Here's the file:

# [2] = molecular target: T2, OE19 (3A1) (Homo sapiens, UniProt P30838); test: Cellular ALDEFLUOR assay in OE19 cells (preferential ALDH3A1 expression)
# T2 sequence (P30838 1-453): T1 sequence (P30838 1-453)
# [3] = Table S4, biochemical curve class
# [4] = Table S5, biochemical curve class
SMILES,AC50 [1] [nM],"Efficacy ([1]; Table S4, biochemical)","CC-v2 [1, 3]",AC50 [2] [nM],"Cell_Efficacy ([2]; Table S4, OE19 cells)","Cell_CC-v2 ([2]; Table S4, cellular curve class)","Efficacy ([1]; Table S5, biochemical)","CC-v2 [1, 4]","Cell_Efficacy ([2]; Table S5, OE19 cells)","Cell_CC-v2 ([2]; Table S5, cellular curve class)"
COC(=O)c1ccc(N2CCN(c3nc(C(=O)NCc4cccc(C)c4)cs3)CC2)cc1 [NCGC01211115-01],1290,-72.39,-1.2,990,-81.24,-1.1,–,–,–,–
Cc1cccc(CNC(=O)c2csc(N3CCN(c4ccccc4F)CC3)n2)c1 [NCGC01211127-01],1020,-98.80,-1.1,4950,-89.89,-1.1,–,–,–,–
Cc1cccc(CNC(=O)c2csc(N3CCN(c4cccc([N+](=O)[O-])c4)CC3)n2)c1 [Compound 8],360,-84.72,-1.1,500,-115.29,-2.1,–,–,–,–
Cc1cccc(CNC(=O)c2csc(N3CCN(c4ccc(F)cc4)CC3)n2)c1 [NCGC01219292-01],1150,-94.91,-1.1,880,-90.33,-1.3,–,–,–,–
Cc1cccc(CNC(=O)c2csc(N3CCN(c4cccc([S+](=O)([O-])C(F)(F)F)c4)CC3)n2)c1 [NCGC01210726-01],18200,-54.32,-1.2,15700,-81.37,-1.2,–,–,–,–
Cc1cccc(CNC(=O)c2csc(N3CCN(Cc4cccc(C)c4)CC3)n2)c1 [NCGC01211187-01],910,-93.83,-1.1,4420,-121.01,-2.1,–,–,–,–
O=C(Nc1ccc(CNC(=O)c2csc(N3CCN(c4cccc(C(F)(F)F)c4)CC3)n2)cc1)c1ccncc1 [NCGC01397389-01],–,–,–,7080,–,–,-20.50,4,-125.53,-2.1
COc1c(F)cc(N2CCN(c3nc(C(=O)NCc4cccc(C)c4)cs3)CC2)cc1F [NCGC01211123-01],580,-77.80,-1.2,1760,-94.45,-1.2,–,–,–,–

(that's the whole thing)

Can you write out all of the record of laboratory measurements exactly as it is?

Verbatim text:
# [2] = molecular target: T2, OE19 (3A1) (Homo sapiens, UniProt P30838); test: Cellular ALDEFLUOR assay in OE19 cells (preferential ALDH3A1 expression)
# T2 sequence (P30838 1-453): T1 sequence (P30838 1-453)
# [3] = Table S4, biochemical curve class
# [4] = Table S5, biochemical curve class
SMILES,AC50 [1] [nM],"Efficacy ([1]; Table S4, biochemical)","CC-v2 [1, 3]",AC50 [2] [nM],"Cell_Efficacy ([2]; Table S4, OE19 cells)","Cell_CC-v2 ([2]; Table S4, cellular curve class)","Efficacy ([1]; Table S5, biochemical)","CC-v2 [1, 4]","Cell_Efficacy ([2]; Table S5, OE19 cells)","Cell_CC-v2 ([2]; Table S5, cellular curve class)"
COC(=O)c1ccc(N2CCN(c3nc(C(=O)NCc4cccc(C)c4)cs3)CC2)cc1 [NCGC01211115-01],1290,-72.39,-1.2,990,-81.24,-1.1,–,–,–,–
Cc1cccc(CNC(=O)c2csc(N3CCN(c4ccccc4F)CC3)n2)c1 [NCGC01211127-01],1020,-98.80,-1.1,4950,-89.89,-1.1,–,–,–,–
Cc1cccc(CNC(=O)c2csc(N3CCN(c4cccc([N+](=O)[O-])c4)CC3)n2)c1 [Compound 8],360,-84.72,-1.1,500,-115.29,-2.1,–,–,–,–
Cc1cccc(CNC(=O)c2csc(N3CCN(c4ccc(F)cc4)CC3)n2)c1 [NCGC01219292-01],1150,-94.91,-1.1,880,-90.33,-1.3,–,–,–,–
Cc1cccc(CNC(=O)c2csc(N3CCN(c4cccc([S+](=O)([O-])C(F)(F)F)c4)CC3)n2)c1 [NCGC01210726-01],18200,-54.32,-1.2,15700,-81.37,-1.2,–,–,–,–
Cc1cccc(CNC(=O)c2csc(N3CCN(Cc4cccc(C)c4)CC3)n2)c1 [NCGC01211187-01],910,-93.83,-1.1,4420,-121.01,-2.1,–,–,–,–
O=C(Nc1ccc(CNC(=O)c2csc(N3CCN(c4cccc(C(F)(F)F)c4)CC3)n2)cc1)c1ccncc1 [NCGC01397389-01],–,–,–,7080,–,–,-20.50,4,-125.53,-2.1
COc1c(F)cc(N2CCN(c3nc(C(=O)NCc4cccc(C)c4)cs3)CC2)cc1F [NCGC01211123-01],580,-77.80,-1.2,1760,-94.45,-1.2,–,–,–,–